I think the worst thing I ever saw at a wedding was the bride's stepsister, who was a reader in a church wedding, in a short, tight, low-cut (with short sleeves) gold sequined dress. I thought it was inappropriate for the wedding in the first place, but also seemed deliberately attention-grabbing.

  81. Rebecca says:

    I currently live in the south, uprooted over a decade ago from Capitol Hill. I’ve been to a ton of weddings where women where black cocktails dresses and nobody seems to mind. As for the white… my brothers now x girlfriend wore white to mine and she was the talk of the day. I was floored and have still not forgotten. Women should no better by now. Smh.

Join The List

Stay up to date on the latest from Capitol Hill Style!


The Range: Spring Blouses for Work (or Zoom)

Since Sloane was born, I’ve fallen hard into a black, white, and blue wardrobe. This is not necessarily a bad thing, but as spring blooms, I need a little color in my wardrobe (and probably a little print too). Here are a few tops that caught my eye for work.



Recent Posts

Too Many Tabs: April 19, 2024

This week, I fell mindlessly into my phone more than I think I ever have. My screen time went from 3.5 hours per day to 5 hours per day. But the increased eye strain did lead to some good finds. Just going to leave this right here.  (I really need to work on “Didn’t make […]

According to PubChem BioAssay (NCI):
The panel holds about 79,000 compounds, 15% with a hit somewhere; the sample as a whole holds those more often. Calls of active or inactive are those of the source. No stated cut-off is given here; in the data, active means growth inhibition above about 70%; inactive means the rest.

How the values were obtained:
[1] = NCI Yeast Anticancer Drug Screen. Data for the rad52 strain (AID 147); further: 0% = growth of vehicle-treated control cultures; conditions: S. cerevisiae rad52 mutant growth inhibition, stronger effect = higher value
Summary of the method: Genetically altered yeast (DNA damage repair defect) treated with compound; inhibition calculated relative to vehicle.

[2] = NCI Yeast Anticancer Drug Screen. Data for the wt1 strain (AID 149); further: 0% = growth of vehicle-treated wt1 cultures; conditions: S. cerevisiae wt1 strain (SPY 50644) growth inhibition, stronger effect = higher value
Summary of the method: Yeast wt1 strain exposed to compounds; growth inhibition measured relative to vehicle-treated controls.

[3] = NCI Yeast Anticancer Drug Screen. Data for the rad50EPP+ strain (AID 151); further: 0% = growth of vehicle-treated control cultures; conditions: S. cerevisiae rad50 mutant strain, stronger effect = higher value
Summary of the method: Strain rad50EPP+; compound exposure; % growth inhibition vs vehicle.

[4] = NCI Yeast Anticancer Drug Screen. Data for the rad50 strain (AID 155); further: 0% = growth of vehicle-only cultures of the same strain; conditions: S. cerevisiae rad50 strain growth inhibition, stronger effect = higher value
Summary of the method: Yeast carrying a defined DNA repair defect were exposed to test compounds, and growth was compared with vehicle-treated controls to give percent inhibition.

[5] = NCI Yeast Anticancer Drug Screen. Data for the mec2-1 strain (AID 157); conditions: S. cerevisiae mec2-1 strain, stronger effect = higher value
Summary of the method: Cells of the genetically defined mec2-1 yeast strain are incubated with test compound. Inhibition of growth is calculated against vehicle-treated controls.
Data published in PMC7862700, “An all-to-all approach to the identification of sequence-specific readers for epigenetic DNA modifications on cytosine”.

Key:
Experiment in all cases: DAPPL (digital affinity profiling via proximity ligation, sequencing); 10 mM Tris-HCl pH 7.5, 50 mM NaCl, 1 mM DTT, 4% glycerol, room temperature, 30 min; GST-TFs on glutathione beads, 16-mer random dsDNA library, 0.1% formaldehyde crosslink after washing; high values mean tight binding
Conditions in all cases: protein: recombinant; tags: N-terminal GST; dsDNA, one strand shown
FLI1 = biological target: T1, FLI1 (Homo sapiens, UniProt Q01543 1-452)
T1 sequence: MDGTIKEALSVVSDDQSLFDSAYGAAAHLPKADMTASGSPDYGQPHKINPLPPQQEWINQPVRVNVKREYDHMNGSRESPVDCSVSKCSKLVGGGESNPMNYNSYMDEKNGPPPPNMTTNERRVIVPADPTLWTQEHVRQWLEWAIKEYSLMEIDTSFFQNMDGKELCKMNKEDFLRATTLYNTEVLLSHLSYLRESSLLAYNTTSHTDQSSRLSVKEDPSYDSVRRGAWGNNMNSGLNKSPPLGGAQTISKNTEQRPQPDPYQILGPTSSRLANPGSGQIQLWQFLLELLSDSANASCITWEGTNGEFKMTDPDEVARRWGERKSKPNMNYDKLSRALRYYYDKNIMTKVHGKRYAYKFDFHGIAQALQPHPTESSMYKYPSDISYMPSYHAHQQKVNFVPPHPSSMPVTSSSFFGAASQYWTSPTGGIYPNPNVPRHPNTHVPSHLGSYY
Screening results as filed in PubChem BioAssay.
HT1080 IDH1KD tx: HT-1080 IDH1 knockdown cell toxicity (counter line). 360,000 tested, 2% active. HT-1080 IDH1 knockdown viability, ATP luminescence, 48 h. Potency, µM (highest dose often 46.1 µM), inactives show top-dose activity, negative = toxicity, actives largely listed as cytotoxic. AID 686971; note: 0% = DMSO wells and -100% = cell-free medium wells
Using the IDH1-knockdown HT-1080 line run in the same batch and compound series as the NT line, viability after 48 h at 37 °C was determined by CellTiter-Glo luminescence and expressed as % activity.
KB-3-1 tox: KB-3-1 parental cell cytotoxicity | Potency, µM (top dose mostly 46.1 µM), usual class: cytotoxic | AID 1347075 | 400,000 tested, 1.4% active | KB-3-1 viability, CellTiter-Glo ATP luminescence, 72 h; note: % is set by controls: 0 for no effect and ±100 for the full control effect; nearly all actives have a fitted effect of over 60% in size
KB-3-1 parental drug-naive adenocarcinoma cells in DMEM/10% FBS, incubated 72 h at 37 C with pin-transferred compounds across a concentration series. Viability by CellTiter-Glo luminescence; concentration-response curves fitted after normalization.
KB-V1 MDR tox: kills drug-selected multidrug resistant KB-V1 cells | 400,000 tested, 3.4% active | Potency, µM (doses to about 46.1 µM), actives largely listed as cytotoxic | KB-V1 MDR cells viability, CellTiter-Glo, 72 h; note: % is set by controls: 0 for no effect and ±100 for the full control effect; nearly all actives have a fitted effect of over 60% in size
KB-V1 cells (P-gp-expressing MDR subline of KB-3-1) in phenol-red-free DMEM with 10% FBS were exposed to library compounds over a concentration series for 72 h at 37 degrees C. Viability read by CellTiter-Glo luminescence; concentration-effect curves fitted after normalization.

The Find: My Best Workout Shorts

For eight years, I have worn the same workout shorts. Every year, an influencer tries to sell me new shorts. I order them. I try them on. They pale in comparison to the shorts I already own. I return them.




Features, The Range, Top Posts | April 23, 2024

The Range: Spring Blouses for Work (or Zoom)

Since Sloane was born, I’ve fallen hard into a black, white, and blue wardrobe. This is not necessarily a bad thing, but as spring blooms, I need a little color in my wardrobe (and probably a little print too). Here are a few tops that caught my eye for work.



Features, Posts, Too Many Tabs | April 19, 2024

Too Many Tabs: April 19, 2024

This week, I fell mindlessly into my phone more than I think I ever have. My screen time went from 3.5 hours per day to 5 hours per day. But the increased eye strain did lead to some good finds. Just going to leave this right here.  (I really need to work on “Didn’t make […]



Fantastic Finds, Posts, Style | April 19, 2024

The Find: My Best Workout Shorts

For eight years, I have worn the same workout shorts. Every year, an influencer tries to sell me new shorts. I order them. I try them on. They pale in comparison to the shorts I already own. I return them.



Posts, Style, Work | April 18, 2024

My Secret Fashion Weapons, Pt. I

Have a big day ahead? Major hearing? Big trial? The presentation of your life? Gonna be at a conference with that ex? Whatever it happens to be, these are the fashion weapons that get me to the confidence level that I need to be at.